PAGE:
The scientific elaboration of solutions for exactly this problem is the focus of the CD Laboratory for Next Generation CAR-T Cells. By closely combining the immunological expertise of CCRI and the biochemical expertise of BOKU, the new CD Laboratory will further advance the safety and tumor-specificity of this therapy, so that more effective CAR-T cell therapies can be brought into broad clinical application and new decisive impulses for cancer therapy can be provided worldwide.
Further information about the laboratory: https://christian-doppler.ccri.at
For more information see attached Press Release:
Copyright picture: Gilbert Novy
About Manfred Lehner, head of the Christian Doppler Laboratory at St. Anna Children's Cancer Research Institute
Manfred Lehner received his doctorate in 2001 at CCRI on the topic of "Immune response of dendritic cells after infection and interaction with T cells". In 2012 he habilitated at the Friedrich Alexander University Erlangen-Nuremberg on cellular therapies. In 2013, back at CCRI, he focused on a new concept for the promising CAR-T cell therapy. After a stay abroad at the National Cancer Institute in Bethesda (USA) in 2014, he further developed this concept and started to realize it in 2016 in cooperation with Michael Traxlmayr from the University of Natural Resources and Applied Life Sciences, BOKU. This cooperation eventually led to the international application for three patents. Based on these results and the cooperation with the BOKU, the new CD laboratory at CCRI has now been established together with the industrial partner Miltenyi Biotec.
About Michael Traxlmayr, head of the external module of the Christian Doppler Laboratory at BOKU
Michael Traxlmayr received his PhD in 2012 at the University of Natural Resources and Applied Life Sciences Vienna in the field of antibody engineering. He then went to the Massachusetts Institute of Technology (MIT, Cambridge, USA) as a post-doctoral fellow, where he worked in the laboratory of Prof. Wittrup, who is considered one of the pioneers in the field of protein and antibody engineering. After about three years, Michael Traxlmayr returned to BOKU and started the cooperation with Manfred Lehner from St. Anna Children's Cancer Research Institute, from which this Christian Doppler Laboratory finally emerged.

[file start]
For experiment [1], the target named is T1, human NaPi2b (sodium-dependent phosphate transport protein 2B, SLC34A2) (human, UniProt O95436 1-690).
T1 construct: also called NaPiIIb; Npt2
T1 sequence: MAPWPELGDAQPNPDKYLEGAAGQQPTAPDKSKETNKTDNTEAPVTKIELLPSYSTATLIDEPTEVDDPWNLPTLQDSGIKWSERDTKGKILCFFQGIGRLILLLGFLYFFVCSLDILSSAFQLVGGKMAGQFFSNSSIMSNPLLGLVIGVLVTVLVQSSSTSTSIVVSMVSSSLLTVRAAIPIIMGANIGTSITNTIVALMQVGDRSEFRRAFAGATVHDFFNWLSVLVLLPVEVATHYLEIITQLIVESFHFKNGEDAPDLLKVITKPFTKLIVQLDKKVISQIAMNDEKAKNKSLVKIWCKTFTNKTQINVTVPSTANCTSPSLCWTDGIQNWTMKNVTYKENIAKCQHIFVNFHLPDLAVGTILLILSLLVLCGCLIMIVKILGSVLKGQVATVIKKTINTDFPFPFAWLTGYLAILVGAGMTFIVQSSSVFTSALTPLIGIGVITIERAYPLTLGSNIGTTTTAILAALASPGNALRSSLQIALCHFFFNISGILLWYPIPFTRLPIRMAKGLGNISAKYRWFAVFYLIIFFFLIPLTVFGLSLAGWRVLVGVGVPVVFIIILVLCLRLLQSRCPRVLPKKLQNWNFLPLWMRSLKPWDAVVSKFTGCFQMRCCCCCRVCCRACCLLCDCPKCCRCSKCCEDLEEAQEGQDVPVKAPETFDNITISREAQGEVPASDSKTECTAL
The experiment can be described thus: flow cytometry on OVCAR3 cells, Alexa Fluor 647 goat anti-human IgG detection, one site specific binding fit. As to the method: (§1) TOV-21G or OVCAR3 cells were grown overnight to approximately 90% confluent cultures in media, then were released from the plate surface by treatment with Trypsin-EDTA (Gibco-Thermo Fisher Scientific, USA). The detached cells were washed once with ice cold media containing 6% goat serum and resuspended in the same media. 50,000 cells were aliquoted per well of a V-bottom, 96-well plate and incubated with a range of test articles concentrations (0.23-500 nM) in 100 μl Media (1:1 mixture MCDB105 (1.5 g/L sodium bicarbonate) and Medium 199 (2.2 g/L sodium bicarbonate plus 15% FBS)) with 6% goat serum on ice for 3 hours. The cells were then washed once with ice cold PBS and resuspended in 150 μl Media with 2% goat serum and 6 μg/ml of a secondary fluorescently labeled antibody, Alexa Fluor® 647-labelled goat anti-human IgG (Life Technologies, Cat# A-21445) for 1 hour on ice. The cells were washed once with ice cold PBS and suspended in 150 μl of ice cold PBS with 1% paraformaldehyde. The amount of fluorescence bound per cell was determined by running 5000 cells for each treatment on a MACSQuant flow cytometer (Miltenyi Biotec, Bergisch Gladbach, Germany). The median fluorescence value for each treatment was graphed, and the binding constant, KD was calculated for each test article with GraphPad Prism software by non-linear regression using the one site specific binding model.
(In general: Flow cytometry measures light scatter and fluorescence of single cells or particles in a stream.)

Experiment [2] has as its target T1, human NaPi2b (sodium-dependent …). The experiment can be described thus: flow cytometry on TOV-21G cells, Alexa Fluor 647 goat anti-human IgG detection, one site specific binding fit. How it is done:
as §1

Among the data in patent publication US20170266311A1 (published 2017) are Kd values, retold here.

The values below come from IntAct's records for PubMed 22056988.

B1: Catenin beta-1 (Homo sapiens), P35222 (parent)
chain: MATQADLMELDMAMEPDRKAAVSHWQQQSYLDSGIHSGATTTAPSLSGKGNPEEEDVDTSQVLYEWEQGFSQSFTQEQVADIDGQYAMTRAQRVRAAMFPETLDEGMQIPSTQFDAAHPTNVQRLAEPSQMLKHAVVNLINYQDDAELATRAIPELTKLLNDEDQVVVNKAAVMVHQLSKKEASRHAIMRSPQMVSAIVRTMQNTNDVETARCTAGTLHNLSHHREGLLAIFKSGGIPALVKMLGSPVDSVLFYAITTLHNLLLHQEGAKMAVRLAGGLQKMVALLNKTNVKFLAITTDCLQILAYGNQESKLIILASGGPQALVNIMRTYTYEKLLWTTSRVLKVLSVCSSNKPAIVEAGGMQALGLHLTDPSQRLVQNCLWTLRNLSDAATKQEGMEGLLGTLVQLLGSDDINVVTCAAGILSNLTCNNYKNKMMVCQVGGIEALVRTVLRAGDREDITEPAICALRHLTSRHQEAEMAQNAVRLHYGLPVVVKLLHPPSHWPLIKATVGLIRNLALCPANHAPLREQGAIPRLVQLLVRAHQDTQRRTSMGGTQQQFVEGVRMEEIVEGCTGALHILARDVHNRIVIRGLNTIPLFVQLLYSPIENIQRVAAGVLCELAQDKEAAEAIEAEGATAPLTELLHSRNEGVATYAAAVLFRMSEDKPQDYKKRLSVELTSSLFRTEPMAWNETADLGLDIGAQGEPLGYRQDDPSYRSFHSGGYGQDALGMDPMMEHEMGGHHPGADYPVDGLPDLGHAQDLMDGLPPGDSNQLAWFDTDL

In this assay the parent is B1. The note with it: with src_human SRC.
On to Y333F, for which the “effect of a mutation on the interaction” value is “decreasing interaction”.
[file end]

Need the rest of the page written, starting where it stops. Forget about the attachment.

About Miltenyi Biotec
Miltenyi Biotec is a global provider of products and services that advance biomedical research and cell therapy. The innovative instruments support research at every level - from basic research to translational research and clinical application. The technologies are used by scientists and clinicians around the world and include techniques for sample preparation, cell isolation, cell sorting, flow cytometry and cell culture. The company's 30 years of experience extends to research areas such as immunology, stem cell biology, neuroscience and cancer. Today, Miltenyi Biotec employs over 3,000 people in 28 countries - all with the goal of helping researchers and clinicians make a greater impact on science and health.
About the Christian Doppler Laboratories of the Christian Doppler Research Society
In Christian Doppler Laboratories application-oriented basic research is carried out on a high level. Outstanding scientists cooperate with innovative companies. The Christian Doppler Research Society is internationally regarded as an example of best practice for the promotion of this cooperation. Christian Doppler Laboratories are jointly